Of his motivations for crafting the pro–nuclear power resolution, Medsker said, “I originally had the idea for this resolution in the summer of 2021, and after doing some research into how resolutions worked at the diocesan level, I began working on putting one together. Andrew Smith [the director of communications at ANS] offered to help. We had already been corresponding on other nuclear advocacy topics, and I immediately accepted.”
He continued, “I felt like my Episcopal denomination prided itself on being pro-science, and much work had been done to express our collective concern about climate change, poverty, and pollution. However, we had somehow never gotten around to seriously considering endorsing nuclear energy, a key technology—and a gift from God, as is all we have—for helping address these concerns. It seemed to me that the church, which is viewed as a moral authority by many on so many issues, was missing a big opportunity to help build public acceptance of nuclear. I submitted this resolution to our diocese to change that—to help us lift our collective voice in support of nuclear energy.”
Medsker prepared the early drafts of the resolution with input from Smith. In addition, Joe Zurawski—who, like Medsker, is a lay Episcopalian—provided some content that was incorporated into the explanation that accompanied the resolution. The sponsors of the resolution were Medsker, Zurawski, the Reverend Jenny Hulen, and the Reverend Larry Handwerk. Hulen is the rector of Medsker’s home parish, St. Simon’s Episcopal Church in Arlington Heights, a northwestern suburb of Chicago. It was she who made the motion to adopt the resolution during the November 2022 convention. Handwerk is an assisting priest, now retired from his formal duties, at St. Elizabeth’s Episcopal Church in Glencoe, a suburb on Chicagoland’s North Shore. Some input was also received from Laura Hermann, an ANS member and the founder of Potentiary, a company that provides executive-level support services.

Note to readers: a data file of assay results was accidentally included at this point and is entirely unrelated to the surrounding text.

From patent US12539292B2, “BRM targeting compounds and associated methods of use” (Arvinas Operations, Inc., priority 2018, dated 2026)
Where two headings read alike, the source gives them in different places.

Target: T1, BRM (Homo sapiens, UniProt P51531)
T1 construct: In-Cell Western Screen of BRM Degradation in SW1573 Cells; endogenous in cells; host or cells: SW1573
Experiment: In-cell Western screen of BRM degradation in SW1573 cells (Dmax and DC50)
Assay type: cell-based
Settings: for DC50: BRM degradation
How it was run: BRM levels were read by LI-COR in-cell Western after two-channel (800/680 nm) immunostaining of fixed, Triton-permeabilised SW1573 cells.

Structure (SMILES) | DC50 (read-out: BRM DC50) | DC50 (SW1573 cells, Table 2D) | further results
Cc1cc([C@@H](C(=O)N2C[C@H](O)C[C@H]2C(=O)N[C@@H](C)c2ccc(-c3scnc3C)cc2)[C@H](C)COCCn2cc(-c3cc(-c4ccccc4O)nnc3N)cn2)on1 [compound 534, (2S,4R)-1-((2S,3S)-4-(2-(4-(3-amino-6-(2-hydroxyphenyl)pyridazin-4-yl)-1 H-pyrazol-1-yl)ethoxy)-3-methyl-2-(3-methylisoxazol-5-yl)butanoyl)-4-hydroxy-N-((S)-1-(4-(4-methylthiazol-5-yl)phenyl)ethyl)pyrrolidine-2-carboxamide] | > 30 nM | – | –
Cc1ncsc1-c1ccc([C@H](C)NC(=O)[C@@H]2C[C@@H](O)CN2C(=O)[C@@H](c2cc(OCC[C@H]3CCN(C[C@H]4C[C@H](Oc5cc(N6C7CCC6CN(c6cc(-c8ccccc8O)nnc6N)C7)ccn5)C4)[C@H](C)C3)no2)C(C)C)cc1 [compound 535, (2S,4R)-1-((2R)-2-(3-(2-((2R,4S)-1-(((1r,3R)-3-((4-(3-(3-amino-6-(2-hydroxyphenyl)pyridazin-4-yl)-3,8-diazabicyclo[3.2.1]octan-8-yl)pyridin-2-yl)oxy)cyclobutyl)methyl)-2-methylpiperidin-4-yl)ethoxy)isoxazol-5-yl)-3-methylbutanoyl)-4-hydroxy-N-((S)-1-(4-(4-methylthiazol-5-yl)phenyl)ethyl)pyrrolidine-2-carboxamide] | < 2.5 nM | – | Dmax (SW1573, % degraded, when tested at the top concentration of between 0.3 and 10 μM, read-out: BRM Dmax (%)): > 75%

The resolution was first presented at the 2021 Convention of the Episcopal Diocese of Chicago, but it received only 44 percent of the vote and failed to pass. Medsker and his group of nuclear supporters then spent the subsequent year speaking with other members of the diocese, trying to educate them about the benefits of nuclear energy. Medsker said, “I also spammed the offices of all of the 120-odd parishes in the diocese with the resolution and explanation attached, along with an offer for those who had questions or concerns to join one of a couple of Zoom calls prior to the convention.” He added, “The people I’ve spoken to in the Episcopal church are almost always supportive of nuclear energy once I provide them with a little information. Most of the people in our denomination probably have no particular opinion on nuclear energy, and as we’ve seen, no opinion in this case is often equivalent to a ‘no’ vote when it comes to nuclear projects of any sort.
“This [nuclear energy] is important to the church for the same reason that resolutions supporting other technologies, such as solar energy, are important—they give us a ‘hook’ to think about, and a common expression that conveys our concerns, our hopes, our wishes for all people. Whether it’s via a parish newsletter or a press release, when someone hears about people of faith supporting a position, it could be the thing that ‘clicks’ for them, and moves them to learn and discover more about it.”